Zeng Fanzhi was born in Wuhan, China in 1964.
Zeng Fanzhi’s paintings are immediately recognisable by their signature expressionistic style. An effect that lends provocative sensations of underlying violence, psychological tension, or supernatural aura to his lavishly rendered canvases.
With subjects ranging from portraits and rural landscapes to politically charged motifs, Zeng infuses the everyday veneer of shared experience with an ambience of transgression, reflective of both the rapidly changing terrain of contemporary Chinese culture and the negotiation of personal identity within this societal flux.
Zeng’s magnificent landscapes express the vast conceptual gulf between individual cognition and the actuality of environment. Painting with two brushes simultaneously, Zeng uses one to describe his subject, while the other meanders the canvas, leaving traces of his subconscious through processes. Through this combination of painterly realism and ‘automatic’ expression, Zeng’s landscapes are transformed into near abstract fields; the depicted people and places merging both memory and imagination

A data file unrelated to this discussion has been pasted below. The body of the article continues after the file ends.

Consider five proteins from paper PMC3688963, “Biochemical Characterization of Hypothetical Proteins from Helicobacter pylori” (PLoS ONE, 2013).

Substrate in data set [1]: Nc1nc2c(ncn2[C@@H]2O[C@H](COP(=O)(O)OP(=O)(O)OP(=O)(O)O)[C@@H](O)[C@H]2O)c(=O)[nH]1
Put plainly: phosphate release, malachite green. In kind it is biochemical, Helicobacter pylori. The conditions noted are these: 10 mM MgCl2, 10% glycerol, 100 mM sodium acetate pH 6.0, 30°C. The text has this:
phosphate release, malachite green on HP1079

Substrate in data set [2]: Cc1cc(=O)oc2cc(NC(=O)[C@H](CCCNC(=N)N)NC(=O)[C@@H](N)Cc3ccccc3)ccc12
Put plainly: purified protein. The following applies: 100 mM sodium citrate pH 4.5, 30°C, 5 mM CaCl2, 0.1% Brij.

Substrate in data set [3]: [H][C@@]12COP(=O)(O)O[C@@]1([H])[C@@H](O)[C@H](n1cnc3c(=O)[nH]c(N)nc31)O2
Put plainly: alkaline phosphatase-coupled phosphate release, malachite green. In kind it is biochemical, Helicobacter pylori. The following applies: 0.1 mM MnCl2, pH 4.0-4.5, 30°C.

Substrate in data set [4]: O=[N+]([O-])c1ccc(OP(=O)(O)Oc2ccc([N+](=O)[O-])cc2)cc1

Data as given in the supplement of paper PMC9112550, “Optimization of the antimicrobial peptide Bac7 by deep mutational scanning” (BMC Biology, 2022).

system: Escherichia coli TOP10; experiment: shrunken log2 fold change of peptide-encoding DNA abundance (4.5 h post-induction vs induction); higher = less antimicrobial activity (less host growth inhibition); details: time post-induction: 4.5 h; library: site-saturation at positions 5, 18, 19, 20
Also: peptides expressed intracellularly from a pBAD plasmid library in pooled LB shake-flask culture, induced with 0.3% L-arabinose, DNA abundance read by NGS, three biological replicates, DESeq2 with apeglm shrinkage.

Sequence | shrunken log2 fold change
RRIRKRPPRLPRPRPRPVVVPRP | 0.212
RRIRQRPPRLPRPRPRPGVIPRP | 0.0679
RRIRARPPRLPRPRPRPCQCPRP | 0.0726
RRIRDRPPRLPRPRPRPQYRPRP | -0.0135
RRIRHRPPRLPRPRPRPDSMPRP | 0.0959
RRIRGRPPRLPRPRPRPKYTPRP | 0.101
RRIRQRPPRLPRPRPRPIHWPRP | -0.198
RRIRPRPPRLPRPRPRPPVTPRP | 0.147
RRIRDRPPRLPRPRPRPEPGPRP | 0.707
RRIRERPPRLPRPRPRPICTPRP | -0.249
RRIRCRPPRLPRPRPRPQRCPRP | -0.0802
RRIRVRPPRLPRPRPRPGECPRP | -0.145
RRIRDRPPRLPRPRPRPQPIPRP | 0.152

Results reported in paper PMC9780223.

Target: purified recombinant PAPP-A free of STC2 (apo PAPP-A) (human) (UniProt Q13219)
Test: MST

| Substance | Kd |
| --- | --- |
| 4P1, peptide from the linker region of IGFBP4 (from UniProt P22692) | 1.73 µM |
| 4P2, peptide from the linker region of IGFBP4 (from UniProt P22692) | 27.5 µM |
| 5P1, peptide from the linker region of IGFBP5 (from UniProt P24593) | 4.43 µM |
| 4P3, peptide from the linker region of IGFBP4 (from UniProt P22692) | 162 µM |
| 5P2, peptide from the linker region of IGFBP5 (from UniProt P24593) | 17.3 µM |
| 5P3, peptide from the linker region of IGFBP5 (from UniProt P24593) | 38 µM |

Some of his latest works are inspired by the sketches of Albrecht Dürer. In a reversal of conventional East-West aesthetics, Zeng re-interprets Dürer’s intricate imagery and thin, precise brushstrokes—which resonate with traditional Chinese painting—with thick strokes of oil paint layered with a broad brush. In The Hare (2012) and Head of an Old Man (2012), the rabbit fur of the former and the flowing white beard of the latter are rendered as masses of carefully delineated, yet aggressively and broadly executed brushstrokes.
Watch Zeng Fanzhi on His Show at Gagosian Chelsea
Watch Zeng Fanzhi Short Documentary by Ringo Tang
Watch Zeng Fanzhi explains the theory and thought behind his work